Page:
Praise for Yuma High School and its voter-registration efforts

Colorado Secretary of State Wayne Williams and U.S. Sen. Cory Gardner with Navil Babonoyaba and Andrea Hermosillo, two Yuma High School graduates who got 96 percent of their class to register to vote during the last school year. Yuma High was honored during an awards ceremony Friday. (SOS photo/Judd Choate)
Colorado Secretary of State Wayne Williams and U.S. Sen. Cory Gardner with Navil Babonoyaba and Andrea Hermosillo, two Yuma High School graduates who got 96 percent of their class to register to vote during the last school year. Yuma High was honored during an awards ceremony Friday. (SOS photo/Judd Choate)

Two of Colorado’s top leaders shared their high school experiences when honoring Yuma High School on Friday for its effort in registering its seniors to vote.

Secretary of State Wayne Williams and U.S. Sen. Cory Gardner — a 1993 Yuma High grad — addressed students at an afternoon assembly at Yuma High School.

“It’s easy to participate but a lot of folks don’t do that. Instead they complain. They whine,” Williams said. “But you have a couple of students here who took some leadership and they did something different. They got their peers registered to vote.

“I’m just ecstatic to be here at Yuma High School.”

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Yuma County clerk soon will solemnly swear

Yuma County Clerk Bev Wenger and Colorado Secretary of State Wayne Williams in the building that houses election equipment. (SOS photo)
Yuma County Clerk Bev Wenger and Colorado Secretary of State Wayne Williams in the building that houses election equipment and serves as a voter service center. (SOS photo)

Yuma County Clerk Bev Wenger is headed to Kansas in January to testify at the trial of Lincoln Wilson, who has admitted voting in Yuma County in 2010, 2012 and 2014 and in Sherman County, Kan., in the same elections.

A Colorado DA declined to prosecute Wilson, saying because he voted in Yuma County first he did not commit voter fraud, but the Kansas secretary of state has filed charges against the 65-year-old Republican. The case prompted Colorado Secretary of State Wayne Williams to successfully push for legislation that allows Colorado to prosecute an errant voter, no matter where the first ballot was cast.

Wenger discussed the case with Williams on Friday when he visited her office in Wray to check on readiness for the Nov. 8 election. Yuma County has a spacious building across the street from the courthouse that it uses for its election operations — and to store its award-winning Christmas tree made with license plates.

“I’m so appreciative that the secretary has taken time to visit and to listen to our concerns,” she said.

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Secretary Wayne Williams encourages Inspire Colorado members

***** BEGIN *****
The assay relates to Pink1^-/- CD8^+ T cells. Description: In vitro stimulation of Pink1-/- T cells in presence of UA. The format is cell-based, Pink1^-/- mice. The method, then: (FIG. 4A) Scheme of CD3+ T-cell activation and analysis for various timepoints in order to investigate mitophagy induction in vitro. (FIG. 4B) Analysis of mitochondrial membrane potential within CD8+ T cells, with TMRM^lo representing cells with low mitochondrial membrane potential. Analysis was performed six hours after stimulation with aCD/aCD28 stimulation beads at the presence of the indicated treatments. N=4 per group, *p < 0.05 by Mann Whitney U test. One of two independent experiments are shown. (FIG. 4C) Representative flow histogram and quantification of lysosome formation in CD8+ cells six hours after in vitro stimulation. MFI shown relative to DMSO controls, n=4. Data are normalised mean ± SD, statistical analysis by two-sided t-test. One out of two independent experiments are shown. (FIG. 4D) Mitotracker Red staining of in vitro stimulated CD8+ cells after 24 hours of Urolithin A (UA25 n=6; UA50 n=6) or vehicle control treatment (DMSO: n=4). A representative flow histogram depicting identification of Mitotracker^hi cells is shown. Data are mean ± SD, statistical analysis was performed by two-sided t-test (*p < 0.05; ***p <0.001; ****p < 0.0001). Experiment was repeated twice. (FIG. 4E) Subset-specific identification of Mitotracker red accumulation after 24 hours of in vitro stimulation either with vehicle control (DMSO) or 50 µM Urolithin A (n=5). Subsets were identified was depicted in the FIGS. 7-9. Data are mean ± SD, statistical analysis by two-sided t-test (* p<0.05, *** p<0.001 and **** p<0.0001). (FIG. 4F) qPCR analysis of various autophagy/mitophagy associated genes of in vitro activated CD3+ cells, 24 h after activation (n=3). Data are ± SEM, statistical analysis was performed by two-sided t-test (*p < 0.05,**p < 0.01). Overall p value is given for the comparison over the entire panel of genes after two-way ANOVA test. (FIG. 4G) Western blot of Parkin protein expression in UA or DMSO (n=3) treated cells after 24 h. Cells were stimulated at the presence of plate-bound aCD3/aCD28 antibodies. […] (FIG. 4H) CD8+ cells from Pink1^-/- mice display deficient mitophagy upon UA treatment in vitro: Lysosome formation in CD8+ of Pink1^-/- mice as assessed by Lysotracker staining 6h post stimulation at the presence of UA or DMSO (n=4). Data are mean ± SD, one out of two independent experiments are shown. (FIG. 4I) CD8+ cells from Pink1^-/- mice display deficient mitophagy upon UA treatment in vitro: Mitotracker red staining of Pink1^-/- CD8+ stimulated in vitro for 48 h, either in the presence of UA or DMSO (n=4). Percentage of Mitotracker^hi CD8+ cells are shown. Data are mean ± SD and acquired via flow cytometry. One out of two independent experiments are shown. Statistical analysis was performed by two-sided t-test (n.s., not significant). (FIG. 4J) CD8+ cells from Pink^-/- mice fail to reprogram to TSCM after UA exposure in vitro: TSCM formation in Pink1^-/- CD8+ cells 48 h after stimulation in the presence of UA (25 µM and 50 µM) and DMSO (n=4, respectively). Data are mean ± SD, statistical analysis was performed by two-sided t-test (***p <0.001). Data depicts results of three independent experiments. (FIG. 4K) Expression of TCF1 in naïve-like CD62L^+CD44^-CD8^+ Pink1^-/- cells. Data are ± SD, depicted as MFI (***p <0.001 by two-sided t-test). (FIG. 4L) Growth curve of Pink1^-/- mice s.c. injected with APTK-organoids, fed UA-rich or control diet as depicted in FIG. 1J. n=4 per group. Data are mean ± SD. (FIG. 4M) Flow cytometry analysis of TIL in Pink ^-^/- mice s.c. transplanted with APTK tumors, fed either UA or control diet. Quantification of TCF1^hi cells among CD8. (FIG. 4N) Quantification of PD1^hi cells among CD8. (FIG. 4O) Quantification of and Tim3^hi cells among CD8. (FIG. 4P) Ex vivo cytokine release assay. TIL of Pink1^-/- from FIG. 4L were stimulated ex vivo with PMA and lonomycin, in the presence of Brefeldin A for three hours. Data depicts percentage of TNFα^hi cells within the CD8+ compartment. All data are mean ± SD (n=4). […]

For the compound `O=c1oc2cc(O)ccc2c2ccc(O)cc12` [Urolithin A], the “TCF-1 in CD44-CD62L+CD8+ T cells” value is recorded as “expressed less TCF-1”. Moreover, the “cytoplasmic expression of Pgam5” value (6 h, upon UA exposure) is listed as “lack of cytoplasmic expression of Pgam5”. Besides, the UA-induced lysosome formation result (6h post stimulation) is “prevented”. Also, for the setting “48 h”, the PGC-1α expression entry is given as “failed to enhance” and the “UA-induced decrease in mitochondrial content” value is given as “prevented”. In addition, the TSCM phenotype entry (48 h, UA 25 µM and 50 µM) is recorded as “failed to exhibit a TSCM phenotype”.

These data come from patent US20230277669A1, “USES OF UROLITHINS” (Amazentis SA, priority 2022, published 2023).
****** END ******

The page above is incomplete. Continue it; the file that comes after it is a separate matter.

Colorado Secretary of State Wayne Williams is flanked by Cherry Creek High School students at the Inspire Colorado awards dinner Sunday at History Colorado. From left to right: Patrick Neuens, Sarah Hait, Williams, Kara Henry and Julie Phillips.
Colorado Secretary of State Wayne Williams is flanked by Cherry Creek High School students at the Inspire Colorado awards dinner Sunday at History Colorado. From left to right: Patrick Neuens, Sarah Hait, Williams, Kara Henry and Julie Phillips. (SOS photo)

Colorado Secretary of State Wayne Williams urged high school students with Inspire Colorado to stay involved in democracy even after they graduate from high school.

He said they could volunteer with a campaign or march in a parade.

Eaglecrest High School students Josh Rasp and Kara Hancock at the Inspire Colorado dinner, where Rasp received an award. (SOS photo.)
Eaglecrest High School students Josh Rasp and Kara Hancock at the Inspire Colorado dinner, where Rasp received an award. (SOS photo.)

“You have a chance to continue to make a difference,” Williams said during Inspire Colorado’s awards dinner Sunday night at History Colorado. “That is my hope for you.”

It was the third time that Williams has addressed the group since its inception last year. The nonpartisan organization works with high school juniors and seniors to prepare them for the responsibility of voting as they began to reach eligibility, at age 18. Members do that by registering their fellow students to vote and doing get-out-the-vote efforts for elections.

The youth-led group recently hosted a candidate forum at History Colorado, where Williams also spoke.

Yuma High School seniors Navil Babonoyaba, Rubi Rodriquez and Andrea Hermosillo with Josh Hardesty, the program coordinator for Inspire Colorado. Hermosillo won an award from the group. (SOS photo)
Yuma High School seniors Navil Babonoyaba, Rubi Rodriquez and Andrea Hermosillo with Josh Hardesty, the program coordinator for Inspire Colorado. Hermosillo won an award from the group. (SOS photo)

At the dinner, attended by students and their families, Inspire Colorado handed out two Outstanding Inspired Leader Awards.

Eaglecrest High School junior Josh Rasp got almost 90 percent of the senior class to register to vote. Eaglecrest is in Centennial.  Yuma High School senior Andrea Hermosillo got almost 95 percent.

Rasp attended the event with his parents and brother Jake and his girlfriend Kara Hancock.

Hermosillo attend with fellow Yuma students Navil Babonoyaba and Rubi Rodriguez. Both Hermosillo and Babonoyaba addressed the Inspire Colorado crowd.